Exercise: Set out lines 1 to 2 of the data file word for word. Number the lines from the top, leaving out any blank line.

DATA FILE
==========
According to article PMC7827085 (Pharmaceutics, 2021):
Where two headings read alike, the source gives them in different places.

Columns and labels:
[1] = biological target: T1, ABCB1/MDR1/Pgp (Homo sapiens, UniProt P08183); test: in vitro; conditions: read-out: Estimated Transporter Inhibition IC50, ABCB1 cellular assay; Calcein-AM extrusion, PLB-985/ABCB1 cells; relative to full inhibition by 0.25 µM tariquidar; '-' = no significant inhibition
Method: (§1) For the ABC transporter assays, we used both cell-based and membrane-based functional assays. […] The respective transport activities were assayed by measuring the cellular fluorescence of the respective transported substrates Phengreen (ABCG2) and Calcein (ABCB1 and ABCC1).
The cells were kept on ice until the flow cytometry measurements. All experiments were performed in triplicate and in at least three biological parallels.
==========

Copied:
According to article PMC7827085 (Pharmaceutics, 2021):
Where two headings read alike, the source gives them in different places.